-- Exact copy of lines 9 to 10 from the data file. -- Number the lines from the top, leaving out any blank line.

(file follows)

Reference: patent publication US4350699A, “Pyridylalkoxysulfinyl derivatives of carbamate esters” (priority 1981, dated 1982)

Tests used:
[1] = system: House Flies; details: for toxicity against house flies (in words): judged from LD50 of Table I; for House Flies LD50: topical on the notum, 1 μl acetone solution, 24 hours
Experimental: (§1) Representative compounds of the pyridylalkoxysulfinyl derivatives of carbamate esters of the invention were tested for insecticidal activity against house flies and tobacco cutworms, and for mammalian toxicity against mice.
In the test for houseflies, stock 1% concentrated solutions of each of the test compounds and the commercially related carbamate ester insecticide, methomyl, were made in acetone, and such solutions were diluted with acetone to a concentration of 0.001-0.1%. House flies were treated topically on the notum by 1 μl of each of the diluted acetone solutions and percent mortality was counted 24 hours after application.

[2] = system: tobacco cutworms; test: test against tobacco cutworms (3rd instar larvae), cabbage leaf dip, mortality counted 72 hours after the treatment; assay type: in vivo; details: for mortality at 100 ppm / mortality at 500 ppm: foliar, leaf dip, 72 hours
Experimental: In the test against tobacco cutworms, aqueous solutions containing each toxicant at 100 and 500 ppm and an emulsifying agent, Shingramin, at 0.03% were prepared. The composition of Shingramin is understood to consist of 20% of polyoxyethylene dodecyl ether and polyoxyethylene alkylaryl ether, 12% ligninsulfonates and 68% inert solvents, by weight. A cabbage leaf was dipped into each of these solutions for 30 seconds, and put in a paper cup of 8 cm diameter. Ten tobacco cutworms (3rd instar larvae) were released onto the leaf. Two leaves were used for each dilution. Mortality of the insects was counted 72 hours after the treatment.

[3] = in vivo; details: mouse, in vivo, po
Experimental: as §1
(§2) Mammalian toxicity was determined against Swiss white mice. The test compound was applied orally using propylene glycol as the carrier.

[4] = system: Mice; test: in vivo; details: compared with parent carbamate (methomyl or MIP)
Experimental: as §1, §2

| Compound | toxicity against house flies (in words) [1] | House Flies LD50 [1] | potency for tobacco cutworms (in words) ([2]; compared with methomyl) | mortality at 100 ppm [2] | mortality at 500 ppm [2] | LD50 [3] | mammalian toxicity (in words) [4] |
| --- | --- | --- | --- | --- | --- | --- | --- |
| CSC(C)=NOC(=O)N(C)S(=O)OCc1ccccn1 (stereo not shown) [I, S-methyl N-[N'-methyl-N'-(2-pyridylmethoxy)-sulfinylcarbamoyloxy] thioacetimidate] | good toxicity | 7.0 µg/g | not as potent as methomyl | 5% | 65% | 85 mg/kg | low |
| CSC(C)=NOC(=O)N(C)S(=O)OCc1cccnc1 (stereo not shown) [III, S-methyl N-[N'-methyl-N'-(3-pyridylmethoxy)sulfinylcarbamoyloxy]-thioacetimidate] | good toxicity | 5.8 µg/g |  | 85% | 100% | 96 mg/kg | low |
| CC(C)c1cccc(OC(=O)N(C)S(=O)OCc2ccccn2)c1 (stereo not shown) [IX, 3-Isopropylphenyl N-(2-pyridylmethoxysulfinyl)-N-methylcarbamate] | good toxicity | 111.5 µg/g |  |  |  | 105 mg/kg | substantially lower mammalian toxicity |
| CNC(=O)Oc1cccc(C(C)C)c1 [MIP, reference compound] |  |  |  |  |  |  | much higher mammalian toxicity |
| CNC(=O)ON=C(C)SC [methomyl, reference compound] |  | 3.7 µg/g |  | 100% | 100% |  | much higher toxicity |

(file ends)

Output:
Experimental: as §1
(§2) Mammalian toxicity was determined against Swiss white mice. The test compound was applied orally using propylene glycol as the carrier.